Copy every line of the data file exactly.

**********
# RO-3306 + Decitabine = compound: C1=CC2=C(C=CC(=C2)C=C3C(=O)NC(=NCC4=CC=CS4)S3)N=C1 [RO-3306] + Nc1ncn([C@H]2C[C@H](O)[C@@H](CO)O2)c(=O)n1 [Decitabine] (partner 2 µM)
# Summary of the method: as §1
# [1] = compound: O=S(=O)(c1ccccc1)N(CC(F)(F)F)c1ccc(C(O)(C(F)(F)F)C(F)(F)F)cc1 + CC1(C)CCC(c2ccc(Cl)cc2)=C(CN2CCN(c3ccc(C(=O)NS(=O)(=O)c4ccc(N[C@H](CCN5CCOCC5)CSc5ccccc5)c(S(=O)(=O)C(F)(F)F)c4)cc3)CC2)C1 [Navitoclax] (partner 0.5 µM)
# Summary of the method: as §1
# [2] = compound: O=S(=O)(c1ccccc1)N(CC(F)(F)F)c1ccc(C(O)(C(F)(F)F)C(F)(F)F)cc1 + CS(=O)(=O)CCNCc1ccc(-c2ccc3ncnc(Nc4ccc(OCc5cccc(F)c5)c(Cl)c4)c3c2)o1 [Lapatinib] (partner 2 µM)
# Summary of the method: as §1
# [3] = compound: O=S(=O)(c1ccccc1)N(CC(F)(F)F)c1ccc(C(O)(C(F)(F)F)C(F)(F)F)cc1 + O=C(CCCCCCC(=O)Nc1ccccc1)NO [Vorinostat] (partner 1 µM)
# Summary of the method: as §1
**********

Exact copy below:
# RO-3306 + Decitabine = compound: C1=CC2=C(C=CC(=C2)C=C3C(=O)NC(=NCC4=CC=CS4)S3)N=C1 [RO-3306] + Nc1ncn([C@H]2C[C@H](O)[C@@H](CO)O2)c(=O)n1 [Decitabine] (partner 2 µM)
# Summary of the method: as §1
# [1] = compound: O=S(=O)(c1ccccc1)N(CC(F)(F)F)c1ccc(C(O)(C(F)(F)F)C(F)(F)F)cc1 + CC1(C)CCC(c2ccc(Cl)cc2)=C(CN2CCN(c3ccc(C(=O)NS(=O)(=O)c4ccc(N[C@H](CCN5CCOCC5)CSc5ccccc5)c(S(=O)(=O)C(F)(F)F)c4)cc3)CC2)C1 [Navitoclax] (partner 0.5 µM)
# Summary of the method: as §1
# [2] = compound: O=S(=O)(c1ccccc1)N(CC(F)(F)F)c1ccc(C(O)(C(F)(F)F)C(F)(F)F)cc1 + CS(=O)(=O)CCNCc1ccc(-c2ccc3ncnc(Nc4ccc(OCc5cccc(F)c5)c(Cl)c4)c3c2)o1 [Lapatinib] (partner 2 µM)
# Summary of the method: as §1
# [3] = compound: O=S(=O)(c1ccccc1)N(CC(F)(F)F)c1ccc(C(O)(C(F)(F)F)C(F)(F)F)cc1 + O=C(CCCCCCC(=O)Nc1ccccc1)NO [Vorinostat] (partner 1 µM)
# Summary of the method: as §1